Re: Bouncing Seems to Work

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There are two separate arguments here.

1) Does bouncing reduce the spam you receive ?

All I'm saying is that on my limited trial so far, it appears to do so. I've
checked the spam tracking sites mentioned above and my own reduction seems
much greater than the general trend; again, I realise that this trial of
mine is only a limited one but the results so far would make me at least
question the conventional wisdom that bouncing has little or no impact.

2) Is bouncing a responsible way of dealing with it?

Previously, I would have been inclined to say yes but to be honest, I hadn't
really given it a great lot of thought as I believed the 'responsible'
argument was irrelevent if bouncing didn't work anyway. Now that it *seems*
to work, I have to think more deeply about the 'responsible' part.

I take on board the points that are made above, like everyone here, I hate
spam/junk mail with a passsion and the last thing I want to do is add to the
problem by pushing that mail out to innocent people. The only argument I
could perhaps use is that if somone else's email address has been hijacked
my a spammer, then that's their problem, not mine and getting email bounced
back to them might at least get them to pay attention to the fact that it
has been hijacked. That sounds selfish but isn't meant to be.

BTW, I have read here before about people setting up their mailserver to
reject certain types of email. What is the difference? In this case does the
email not get returned and just disappear into cyberspace?

Re: Bouncing Seems to Work

OldWiseMan wrote:

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You are forgetting that spammers *routinely* use one of their victim's
addresses to send a batch of spam. They use an address right out of
the list to mark their place in the list. The owner of that address is
an even bigger victim, and does not deserve further bounces from you,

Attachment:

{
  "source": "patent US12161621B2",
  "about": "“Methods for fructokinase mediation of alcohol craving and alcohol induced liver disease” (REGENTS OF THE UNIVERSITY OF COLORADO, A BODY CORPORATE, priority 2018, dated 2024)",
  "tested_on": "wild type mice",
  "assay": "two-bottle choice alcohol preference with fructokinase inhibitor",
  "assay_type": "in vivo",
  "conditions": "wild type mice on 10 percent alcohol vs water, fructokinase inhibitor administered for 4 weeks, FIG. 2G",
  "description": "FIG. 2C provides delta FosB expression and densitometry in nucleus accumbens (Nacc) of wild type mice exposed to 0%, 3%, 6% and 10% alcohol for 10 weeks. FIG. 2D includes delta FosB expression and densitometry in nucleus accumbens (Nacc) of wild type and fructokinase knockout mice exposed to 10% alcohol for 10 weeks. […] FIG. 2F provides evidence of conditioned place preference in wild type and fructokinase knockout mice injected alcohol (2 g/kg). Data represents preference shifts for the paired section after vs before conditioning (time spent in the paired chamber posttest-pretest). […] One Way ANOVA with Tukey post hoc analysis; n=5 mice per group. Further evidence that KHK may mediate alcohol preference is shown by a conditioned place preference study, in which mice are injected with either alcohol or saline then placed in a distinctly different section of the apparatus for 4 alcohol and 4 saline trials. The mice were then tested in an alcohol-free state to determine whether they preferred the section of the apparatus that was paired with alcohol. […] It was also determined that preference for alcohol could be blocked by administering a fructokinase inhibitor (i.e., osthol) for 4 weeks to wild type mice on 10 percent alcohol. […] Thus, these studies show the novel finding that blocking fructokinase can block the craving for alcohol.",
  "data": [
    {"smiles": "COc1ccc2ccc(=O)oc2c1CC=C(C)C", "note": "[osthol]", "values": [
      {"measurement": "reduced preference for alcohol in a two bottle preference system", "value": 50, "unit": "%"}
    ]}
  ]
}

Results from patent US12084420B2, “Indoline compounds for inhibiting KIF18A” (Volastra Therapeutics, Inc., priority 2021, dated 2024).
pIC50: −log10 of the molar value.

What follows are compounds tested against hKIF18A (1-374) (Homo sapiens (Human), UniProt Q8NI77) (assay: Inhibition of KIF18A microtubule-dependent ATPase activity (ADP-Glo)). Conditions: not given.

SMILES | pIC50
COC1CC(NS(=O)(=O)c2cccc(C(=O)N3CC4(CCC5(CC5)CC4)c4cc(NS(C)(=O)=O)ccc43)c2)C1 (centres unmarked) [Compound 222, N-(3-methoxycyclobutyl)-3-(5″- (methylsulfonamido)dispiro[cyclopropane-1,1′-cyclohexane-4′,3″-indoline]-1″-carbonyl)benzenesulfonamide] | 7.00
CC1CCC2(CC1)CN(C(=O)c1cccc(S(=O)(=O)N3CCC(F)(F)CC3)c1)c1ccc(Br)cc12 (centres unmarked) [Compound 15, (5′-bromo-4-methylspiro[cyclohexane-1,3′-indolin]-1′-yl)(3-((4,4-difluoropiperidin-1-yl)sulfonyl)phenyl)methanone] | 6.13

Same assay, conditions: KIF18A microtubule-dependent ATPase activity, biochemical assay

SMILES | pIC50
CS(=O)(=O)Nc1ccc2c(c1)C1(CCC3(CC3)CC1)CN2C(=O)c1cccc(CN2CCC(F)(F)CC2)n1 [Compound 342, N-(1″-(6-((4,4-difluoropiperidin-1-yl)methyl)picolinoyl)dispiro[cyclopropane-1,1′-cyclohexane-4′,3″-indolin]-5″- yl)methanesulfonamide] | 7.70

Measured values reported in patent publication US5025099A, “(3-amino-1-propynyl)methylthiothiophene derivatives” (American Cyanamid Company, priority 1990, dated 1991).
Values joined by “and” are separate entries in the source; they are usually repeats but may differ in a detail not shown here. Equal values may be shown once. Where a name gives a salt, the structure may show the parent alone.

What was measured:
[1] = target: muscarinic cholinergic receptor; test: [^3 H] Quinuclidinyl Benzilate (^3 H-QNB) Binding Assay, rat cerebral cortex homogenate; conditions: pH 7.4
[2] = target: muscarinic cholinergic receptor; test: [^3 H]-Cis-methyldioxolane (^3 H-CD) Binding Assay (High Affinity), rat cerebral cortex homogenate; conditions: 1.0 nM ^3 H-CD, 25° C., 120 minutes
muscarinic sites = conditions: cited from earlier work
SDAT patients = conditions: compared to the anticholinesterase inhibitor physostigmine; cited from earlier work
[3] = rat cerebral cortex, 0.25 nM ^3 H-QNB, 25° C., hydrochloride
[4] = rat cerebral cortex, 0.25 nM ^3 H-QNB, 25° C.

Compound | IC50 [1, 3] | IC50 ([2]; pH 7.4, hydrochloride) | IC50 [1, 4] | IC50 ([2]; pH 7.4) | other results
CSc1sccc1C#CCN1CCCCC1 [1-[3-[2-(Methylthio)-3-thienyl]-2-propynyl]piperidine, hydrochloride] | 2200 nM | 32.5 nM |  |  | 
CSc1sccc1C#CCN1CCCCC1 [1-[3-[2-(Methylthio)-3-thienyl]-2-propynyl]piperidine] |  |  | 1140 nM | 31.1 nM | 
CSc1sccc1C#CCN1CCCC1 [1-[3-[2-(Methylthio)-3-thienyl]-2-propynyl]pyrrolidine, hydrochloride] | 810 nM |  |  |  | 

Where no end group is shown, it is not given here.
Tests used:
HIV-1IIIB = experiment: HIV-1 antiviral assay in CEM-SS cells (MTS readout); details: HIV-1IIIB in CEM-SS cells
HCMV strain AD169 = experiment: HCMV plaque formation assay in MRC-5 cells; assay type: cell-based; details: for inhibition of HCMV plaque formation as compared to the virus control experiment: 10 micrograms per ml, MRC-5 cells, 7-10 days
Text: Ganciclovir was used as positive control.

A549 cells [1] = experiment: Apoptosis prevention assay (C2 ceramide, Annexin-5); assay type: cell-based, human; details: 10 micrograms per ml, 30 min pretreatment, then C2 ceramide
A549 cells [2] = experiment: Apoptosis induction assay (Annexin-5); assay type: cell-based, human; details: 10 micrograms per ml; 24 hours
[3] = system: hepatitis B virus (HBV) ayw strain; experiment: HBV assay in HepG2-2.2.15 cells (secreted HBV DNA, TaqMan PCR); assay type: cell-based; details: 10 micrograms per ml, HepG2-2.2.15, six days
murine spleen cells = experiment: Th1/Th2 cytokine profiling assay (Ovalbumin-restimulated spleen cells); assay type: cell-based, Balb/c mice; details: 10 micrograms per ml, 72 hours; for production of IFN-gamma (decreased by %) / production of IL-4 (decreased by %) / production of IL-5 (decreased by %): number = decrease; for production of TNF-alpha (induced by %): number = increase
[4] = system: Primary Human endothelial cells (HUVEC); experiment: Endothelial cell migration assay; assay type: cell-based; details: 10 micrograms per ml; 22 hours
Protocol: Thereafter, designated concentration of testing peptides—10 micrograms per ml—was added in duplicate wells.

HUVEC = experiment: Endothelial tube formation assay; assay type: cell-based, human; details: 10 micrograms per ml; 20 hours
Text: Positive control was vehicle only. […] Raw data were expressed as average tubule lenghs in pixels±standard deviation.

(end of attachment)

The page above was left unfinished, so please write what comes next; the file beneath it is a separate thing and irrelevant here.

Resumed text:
in addition to all those s/he is going to get from all the bad
addresses in the spammer's list.

The hijacked person you mention is NOT at fault.

Be kind. Don't bounce.

    -This space intentionally left blank.

Re: Bouncing Seems to Work

On Thu, 10 Mar 2005 17:29:23 -0500, "Beauregard T. Shagnasty"

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Paranoia comes from experience - and is not necessarily a bad thing.
My        email         is          AT         DOT
   actual       address    pchuck       sonic      net.

Re: Bouncing Seems to Work

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Have you actually tracked to whom you are sending all those bogus NDRs?
Did you review the headers in them to see if the sending mail server or
relay even matches the domain of the purported sender?  How many
casualties have there been using this approach (i.e., how many innocents
get hit with your bogus NDRs)?

You say that YOUR level of received spam has increased.  Whether this be
from a reduction in general spam quotas, a reduction on spam hitting
your particular e-mail domain, or something else is unknown.  You don't
know if ANY of your bogus NDRs ever targeted the real sender of a spam.

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Vanguard here.

If you feel compelled to continue issuing bogus NDRs, you'll need a
different product than Mailwasher.  For example, those spams you receive
that have an IP address assigned to a dial-up or cable/dsl user are
probably from folks who are infected with a mailer daemon (i.e., they
have a trojanized PC).  Sending a bogus NDR won't help because: (1) They